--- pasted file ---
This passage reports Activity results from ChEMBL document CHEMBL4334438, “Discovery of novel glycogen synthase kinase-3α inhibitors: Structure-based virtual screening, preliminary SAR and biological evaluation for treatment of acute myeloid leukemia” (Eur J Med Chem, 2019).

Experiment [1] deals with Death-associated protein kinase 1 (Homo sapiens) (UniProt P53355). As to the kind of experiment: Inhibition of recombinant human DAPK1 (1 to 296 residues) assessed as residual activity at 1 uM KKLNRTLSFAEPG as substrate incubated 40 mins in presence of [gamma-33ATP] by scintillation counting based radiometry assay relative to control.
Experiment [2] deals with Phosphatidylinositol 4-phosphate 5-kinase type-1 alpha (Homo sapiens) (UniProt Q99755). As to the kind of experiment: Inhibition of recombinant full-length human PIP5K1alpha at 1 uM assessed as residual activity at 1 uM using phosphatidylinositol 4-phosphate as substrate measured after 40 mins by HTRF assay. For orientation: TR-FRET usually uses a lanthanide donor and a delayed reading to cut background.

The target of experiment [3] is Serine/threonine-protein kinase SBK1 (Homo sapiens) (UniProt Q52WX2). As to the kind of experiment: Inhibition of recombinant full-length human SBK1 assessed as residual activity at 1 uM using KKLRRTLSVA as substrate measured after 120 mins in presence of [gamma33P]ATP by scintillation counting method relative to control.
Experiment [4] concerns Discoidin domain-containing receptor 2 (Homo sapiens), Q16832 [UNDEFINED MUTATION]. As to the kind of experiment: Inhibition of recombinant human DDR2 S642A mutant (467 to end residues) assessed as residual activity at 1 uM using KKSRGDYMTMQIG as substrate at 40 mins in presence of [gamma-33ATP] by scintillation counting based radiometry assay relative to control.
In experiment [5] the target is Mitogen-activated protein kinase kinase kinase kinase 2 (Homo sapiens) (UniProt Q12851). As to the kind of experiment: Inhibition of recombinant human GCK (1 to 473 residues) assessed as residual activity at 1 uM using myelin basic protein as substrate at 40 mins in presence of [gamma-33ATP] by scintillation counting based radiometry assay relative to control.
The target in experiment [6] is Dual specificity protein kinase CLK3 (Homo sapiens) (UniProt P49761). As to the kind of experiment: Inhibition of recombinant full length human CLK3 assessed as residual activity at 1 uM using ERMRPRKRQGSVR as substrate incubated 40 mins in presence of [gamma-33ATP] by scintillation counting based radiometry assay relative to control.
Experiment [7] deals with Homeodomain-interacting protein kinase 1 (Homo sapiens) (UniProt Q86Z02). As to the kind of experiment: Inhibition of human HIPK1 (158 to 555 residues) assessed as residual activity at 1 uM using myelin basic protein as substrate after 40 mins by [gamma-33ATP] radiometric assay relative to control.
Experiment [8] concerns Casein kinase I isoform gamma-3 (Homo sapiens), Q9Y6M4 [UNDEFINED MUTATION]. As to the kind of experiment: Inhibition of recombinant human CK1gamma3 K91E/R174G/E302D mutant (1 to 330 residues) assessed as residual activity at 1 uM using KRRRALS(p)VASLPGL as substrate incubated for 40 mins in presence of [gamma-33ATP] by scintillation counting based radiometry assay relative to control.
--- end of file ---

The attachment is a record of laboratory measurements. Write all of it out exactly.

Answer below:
This passage reports Activity results from ChEMBL document CHEMBL4334438, “Discovery of novel glycogen synthase kinase-3α inhibitors: Structure-based virtual screening, preliminary SAR and biological evaluation for treatment of acute myeloid leukemia” (Eur J Med Chem, 2019).

Experiment [1] deals with Death-associated protein kinase 1 (Homo sapiens) (UniProt P53355). As to the kind of experiment: Inhibition of recombinant human DAPK1 (1 to 296 residues) assessed as residual activity at 1 uM KKLNRTLSFAEPG as substrate incubated 40 mins in presence of [gamma-33ATP] by scintillation counting based radiometry assay relative to control.
Experiment [2] deals with Phosphatidylinositol 4-phosphate 5-kinase type-1 alpha (Homo sapiens) (UniProt Q99755). As to the kind of experiment: Inhibition of recombinant full-length human PIP5K1alpha at 1 uM assessed as residual activity at 1 uM using phosphatidylinositol 4-phosphate as substrate measured after 40 mins by HTRF assay. For orientation: TR-FRET usually uses a lanthanide donor and a delayed reading to cut background.

The target of experiment [3] is Serine/threonine-protein kinase SBK1 (Homo sapiens) (UniProt Q52WX2). As to the kind of experiment: Inhibition of recombinant full-length human SBK1 assessed as residual activity at 1 uM using KKLRRTLSVA as substrate measured after 120 mins in presence of [gamma33P]ATP by scintillation counting method relative to control.
Experiment [4] concerns Discoidin domain-containing receptor 2 (Homo sapiens), Q16832 [UNDEFINED MUTATION]. As to the kind of experiment: Inhibition of recombinant human DDR2 S642A mutant (467 to end residues) assessed as residual activity at 1 uM using KKSRGDYMTMQIG as substrate at 40 mins in presence of [gamma-33ATP] by scintillation counting based radiometry assay relative to control.
In experiment [5] the target is Mitogen-activated protein kinase kinase kinase kinase 2 (Homo sapiens) (UniProt Q12851). As to the kind of experiment: Inhibition of recombinant human GCK (1 to 473 residues) assessed as residual activity at 1 uM using myelin basic protein as substrate at 40 mins in presence of [gamma-33ATP] by scintillation counting based radiometry assay relative to control.
The target in experiment [6] is Dual specificity protein kinase CLK3 (Homo sapiens) (UniProt P49761). As to the kind of experiment: Inhibition of recombinant full length human CLK3 assessed as residual activity at 1 uM using ERMRPRKRQGSVR as substrate incubated 40 mins in presence of [gamma-33ATP] by scintillation counting based radiometry assay relative to control.
Experiment [7] deals with Homeodomain-interacting protein kinase 1 (Homo sapiens) (UniProt Q86Z02). As to the kind of experiment: Inhibition of human HIPK1 (158 to 555 residues) assessed as residual activity at 1 uM using myelin basic protein as substrate after 40 mins by [gamma-33ATP] radiometric assay relative to control.
Experiment [8] concerns Casein kinase I isoform gamma-3 (Homo sapiens), Q9Y6M4 [UNDEFINED MUTATION]. As to the kind of experiment: Inhibition of recombinant human CK1gamma3 K91E/R174G/E302D mutant (1 to 330 residues) assessed as residual activity at 1 uM using KRRRALS(p)VASLPGL as substrate incubated for 40 mins in presence of [gamma-33ATP] by scintillation counting based radiometry assay relative to control.